List of Panels for the Cagliari Conference June, 20-24, 2012
1. Vishwa Adluri (firstname.lastname@example.org), Philosophy and Salvation in Greek Religion
This panel explores the tradition of soteriology in Greek philosophy. It especially welcomes papers on how Neoplatonic beliefs about the soul, its purification and ascent through philosophy are already prefigured not only in Plato and Aristotle, but in the archaic poets as well (including Homer, Hesiod, the Homeric Hymns, etc.). In what way do Neoplatonic thinkers represent a continuation of Pythagorean and Parmenidean philosophy? How do they conceive of the relationship between the soul and the body? How does philosophy relate to the task of purifying the soul? How does the soul ascend through philosophy, both in the form of knowledge and practical techniques? Possible areas of focus include the relationship of mortals and gods in Homer, Hesiod, and the tragic poets, Platonic and Aristotelian theology, and the notion of the soul’s ascent in Plotinus, Porphyry, and Iamblichus.
This panel is interested in looking more closely at the way salvific ideals inform Greek religion and philosophy.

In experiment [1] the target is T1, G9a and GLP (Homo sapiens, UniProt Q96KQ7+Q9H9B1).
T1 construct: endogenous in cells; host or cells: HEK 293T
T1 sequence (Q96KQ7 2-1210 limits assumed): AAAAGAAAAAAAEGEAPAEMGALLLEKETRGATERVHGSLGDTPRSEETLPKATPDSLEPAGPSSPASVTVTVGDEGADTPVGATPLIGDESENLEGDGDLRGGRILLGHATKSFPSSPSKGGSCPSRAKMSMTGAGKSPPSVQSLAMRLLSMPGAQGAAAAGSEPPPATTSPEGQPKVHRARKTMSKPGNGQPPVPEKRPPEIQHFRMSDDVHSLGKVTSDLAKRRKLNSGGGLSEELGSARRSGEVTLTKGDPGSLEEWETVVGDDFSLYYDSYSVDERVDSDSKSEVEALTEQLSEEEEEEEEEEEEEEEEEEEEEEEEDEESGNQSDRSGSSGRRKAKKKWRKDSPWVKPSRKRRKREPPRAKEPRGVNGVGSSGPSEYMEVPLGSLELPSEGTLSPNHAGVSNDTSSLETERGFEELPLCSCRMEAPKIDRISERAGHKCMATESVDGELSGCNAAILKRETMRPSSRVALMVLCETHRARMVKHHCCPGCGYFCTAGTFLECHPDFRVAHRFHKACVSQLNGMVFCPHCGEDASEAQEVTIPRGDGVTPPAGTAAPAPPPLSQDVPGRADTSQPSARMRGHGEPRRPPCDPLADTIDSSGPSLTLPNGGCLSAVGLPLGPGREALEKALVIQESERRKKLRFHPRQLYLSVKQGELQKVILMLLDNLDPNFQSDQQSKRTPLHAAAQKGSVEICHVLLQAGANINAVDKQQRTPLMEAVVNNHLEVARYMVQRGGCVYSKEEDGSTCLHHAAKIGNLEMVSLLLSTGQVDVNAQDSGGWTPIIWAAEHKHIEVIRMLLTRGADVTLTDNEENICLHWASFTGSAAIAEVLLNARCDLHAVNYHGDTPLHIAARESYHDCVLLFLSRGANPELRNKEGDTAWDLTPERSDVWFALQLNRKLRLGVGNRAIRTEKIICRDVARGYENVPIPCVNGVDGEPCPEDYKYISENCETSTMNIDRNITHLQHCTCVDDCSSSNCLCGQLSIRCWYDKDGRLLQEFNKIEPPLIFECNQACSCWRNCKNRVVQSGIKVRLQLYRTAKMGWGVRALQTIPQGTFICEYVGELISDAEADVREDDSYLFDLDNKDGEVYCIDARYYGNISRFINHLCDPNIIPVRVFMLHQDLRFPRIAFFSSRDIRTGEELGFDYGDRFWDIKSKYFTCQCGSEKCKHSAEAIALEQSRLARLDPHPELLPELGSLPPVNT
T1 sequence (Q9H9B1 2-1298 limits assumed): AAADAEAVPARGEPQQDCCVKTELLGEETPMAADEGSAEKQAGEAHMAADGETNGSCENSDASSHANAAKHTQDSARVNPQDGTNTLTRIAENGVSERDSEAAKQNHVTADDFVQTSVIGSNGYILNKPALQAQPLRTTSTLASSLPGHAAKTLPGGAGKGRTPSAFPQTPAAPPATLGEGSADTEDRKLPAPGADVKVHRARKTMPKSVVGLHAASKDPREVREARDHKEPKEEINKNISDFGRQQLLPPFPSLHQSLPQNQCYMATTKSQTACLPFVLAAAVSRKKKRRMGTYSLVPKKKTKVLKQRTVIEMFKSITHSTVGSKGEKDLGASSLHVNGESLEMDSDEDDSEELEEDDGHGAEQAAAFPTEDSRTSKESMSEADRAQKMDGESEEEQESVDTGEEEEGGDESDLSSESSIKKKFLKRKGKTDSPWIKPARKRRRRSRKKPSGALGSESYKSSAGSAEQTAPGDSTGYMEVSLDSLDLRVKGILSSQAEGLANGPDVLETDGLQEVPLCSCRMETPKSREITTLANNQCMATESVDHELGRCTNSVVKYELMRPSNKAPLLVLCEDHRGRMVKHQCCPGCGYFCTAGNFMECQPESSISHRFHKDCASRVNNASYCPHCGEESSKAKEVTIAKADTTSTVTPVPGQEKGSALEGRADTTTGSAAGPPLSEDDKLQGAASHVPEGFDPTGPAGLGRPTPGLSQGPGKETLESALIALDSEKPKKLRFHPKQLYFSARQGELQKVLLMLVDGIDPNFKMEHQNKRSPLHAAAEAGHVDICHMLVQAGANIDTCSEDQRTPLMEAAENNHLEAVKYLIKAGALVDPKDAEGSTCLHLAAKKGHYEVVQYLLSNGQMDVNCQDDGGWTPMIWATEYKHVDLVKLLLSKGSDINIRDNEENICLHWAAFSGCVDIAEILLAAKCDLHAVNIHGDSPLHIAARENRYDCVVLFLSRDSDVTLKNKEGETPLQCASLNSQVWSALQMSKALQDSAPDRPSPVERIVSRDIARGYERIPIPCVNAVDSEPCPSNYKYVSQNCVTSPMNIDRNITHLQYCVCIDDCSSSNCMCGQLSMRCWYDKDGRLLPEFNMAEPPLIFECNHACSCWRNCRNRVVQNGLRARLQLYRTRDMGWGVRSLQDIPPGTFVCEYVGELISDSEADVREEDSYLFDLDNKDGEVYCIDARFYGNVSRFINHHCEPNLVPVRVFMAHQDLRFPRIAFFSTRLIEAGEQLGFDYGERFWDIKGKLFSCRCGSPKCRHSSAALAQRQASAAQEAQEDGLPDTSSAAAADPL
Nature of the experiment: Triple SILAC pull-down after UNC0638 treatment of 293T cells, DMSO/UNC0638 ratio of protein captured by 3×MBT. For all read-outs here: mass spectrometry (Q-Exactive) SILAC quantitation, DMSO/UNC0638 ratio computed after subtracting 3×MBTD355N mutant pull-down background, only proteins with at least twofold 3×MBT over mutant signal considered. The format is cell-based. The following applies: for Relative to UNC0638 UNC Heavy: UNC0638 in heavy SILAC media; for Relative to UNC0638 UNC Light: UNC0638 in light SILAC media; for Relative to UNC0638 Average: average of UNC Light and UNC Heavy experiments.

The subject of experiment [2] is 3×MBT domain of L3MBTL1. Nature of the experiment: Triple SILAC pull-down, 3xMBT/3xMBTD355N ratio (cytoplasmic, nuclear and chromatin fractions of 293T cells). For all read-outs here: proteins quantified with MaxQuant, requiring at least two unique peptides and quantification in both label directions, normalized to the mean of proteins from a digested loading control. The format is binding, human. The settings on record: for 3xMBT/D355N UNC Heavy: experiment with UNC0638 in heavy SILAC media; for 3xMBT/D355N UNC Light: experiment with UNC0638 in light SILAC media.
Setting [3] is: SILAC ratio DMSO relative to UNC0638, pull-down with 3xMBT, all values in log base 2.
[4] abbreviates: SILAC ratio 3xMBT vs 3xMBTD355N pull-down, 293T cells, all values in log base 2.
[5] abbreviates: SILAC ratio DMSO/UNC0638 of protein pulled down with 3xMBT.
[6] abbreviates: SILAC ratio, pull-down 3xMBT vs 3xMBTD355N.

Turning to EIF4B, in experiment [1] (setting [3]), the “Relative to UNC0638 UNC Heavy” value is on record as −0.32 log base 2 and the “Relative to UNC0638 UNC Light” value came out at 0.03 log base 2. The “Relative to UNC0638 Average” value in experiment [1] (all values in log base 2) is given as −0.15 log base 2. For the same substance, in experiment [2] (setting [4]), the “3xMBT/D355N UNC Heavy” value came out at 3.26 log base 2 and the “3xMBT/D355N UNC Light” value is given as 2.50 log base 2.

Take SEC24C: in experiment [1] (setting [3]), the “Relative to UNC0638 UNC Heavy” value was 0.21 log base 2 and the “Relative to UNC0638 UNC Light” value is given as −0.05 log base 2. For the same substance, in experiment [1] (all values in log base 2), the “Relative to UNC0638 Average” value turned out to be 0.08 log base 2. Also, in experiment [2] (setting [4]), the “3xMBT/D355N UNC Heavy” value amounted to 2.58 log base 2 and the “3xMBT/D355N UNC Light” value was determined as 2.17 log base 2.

Panel papers will be circulated beforehand. Each panelist will present a brief overview of their work (about 15 mins. each) allowing for a general discussion with audience questions.
2. Robert Berchman (BerchmaR@dowling.edu), Philosophy of Mind: Thinking on Thinking
Papers are invited on Intellect. Issues addressed include:
- The simplicity of Intellect (Nous);
- The relation of Intellect to Consciousness and Self-Consciousness;
- The relation of Intellect to the causal structure of reality.
La conception plotinienne et néoplatonicienne du principe premier n’a pas reçu, ces dernières années, une attention comparable à celle consacrée par exemple à la théorie de la connaissance et de la sensation, à la doctrine de l’âme, à la question de l’origine du mal, et, plus généralement, à l’archéologie du système ontologique et cosmologique néoplatonicien, et à son articulation chez les différents philosophes et doctrines de cette tradition intellectuelle. L’absence d’un discours rationnel direct sur la première hypostase est probablement l’une des raisons de cette carence: comme on le sait, Plotin explique à plusieurs reprises que l’Un n’est objet ni de pensée ni de discours, car il se situe au-delà de la pensée et du discours, de telle sorte que «l’Un est réellement ineffable, car quoi que l’on dise, on dira toujours quelque chose. Mais dire de lui qu’il est au-delà de toutes choses et au-delà de l’Intellect qui est le plus vénérable, c’est de tous les propos le seul qui soit vrai, parce que ce n’est pas là son nom mais une manière de dire qu’il n’est pas une chose parmi toutes, et qu’il n’a pas de nom dès lors que rien ne peut être dit qui lui convienne; nous nous efforçons ainsi de nous signifier les uns aux autres quelque chose de lui, dans la mesure du possible» (49 [V 3], 13, 1-5).